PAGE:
The Celt and the Oriental: The narratives of Irish Orientalism

Date of Completion

January 2000


Literature, English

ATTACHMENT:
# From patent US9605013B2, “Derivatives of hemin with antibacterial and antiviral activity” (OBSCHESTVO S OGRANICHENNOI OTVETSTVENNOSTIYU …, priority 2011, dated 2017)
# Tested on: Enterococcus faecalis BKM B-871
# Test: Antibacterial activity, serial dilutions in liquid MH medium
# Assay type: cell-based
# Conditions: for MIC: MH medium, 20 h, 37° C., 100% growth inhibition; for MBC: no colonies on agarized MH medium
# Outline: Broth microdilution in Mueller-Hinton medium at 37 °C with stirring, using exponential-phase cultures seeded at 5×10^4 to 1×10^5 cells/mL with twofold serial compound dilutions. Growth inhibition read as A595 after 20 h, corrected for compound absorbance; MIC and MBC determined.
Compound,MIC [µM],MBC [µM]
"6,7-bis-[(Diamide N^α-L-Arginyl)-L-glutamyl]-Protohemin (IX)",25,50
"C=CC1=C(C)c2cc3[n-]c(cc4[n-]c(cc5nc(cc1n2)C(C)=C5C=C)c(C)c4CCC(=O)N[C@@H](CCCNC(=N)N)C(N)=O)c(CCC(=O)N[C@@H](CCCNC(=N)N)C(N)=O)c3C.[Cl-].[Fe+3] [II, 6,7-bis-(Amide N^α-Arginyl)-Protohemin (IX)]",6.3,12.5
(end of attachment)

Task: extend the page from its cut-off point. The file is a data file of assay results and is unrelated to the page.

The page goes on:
During Ireland's Celtic Revival (roughly 1890–1916) cultural nationalists accentuated Ireland's Celtic history and mythology, positing an “authentic” Irish identity that predated English colonial influence. Many of the “revived” representations, however, were not from an ancient Celtic tradition in Ireland; indeed many had come from constructions of the Orient. Irish writers and cultural nationalists such as W. B. Yeats, James Stephens, and James Cousins, borrowed extensively from West Asian and Asian cultures—or European approximations of them—to augment their neo-Celtic narratives. In order to understand the works of these Celtic Orientalists, this study traces Irish representations of the Orient from the eighteenth century to the first half of the twentieth, particularly examining the development of a narrative and semiotic connection between the Celt and the Oriental. Many Irish Orientalist representations offered allegorical commentary on Irish affairs, having what Thomas Moore called a “doubleness of application.” Moreover, because representing the Orient often meant representing Empire, Irish strategies and narratives often exhibit both imperial and anti-colonial impulses, and often at the same time. This doubleness has not been recognized critics and literary scholars, who rarely recognize Irish Orientalism as a distinct force in Irish culture and literature. ^ This dissertation is interdisciplinary in its execution, borrowing sources and ideas from several schools and disciplines, namely: Irish and English literary studies, Irish history, postcolonial theory, cultural studies, and Orientalism. Many of the primary texts and writers included in this study have prominent places in the Irish literary canon, but a larger percentage are relatively unknown. Attempting to understand Irish Orientalism broadly, I have examined texts across a variety of genres: poetry, novels, romances., dramas, essays, histories, biographies, letters, false memoirs, pseudotranslations, sectarian pamphlets, political tracts, cultural criticism, academic studies, popular stories, newspaper articles, book reviews, pseudo-Oriental letters, and speeches to parliament. In short, I have examined Irish texts that offered a significant representation of either the Orient or of a specific Asian or West Asian culture, attempting to provide the context for understanding the doubleness of Irish Orientalism, particularly those representations by canonical Irish writers, from Thomas Moore to W. B. Yeats. ^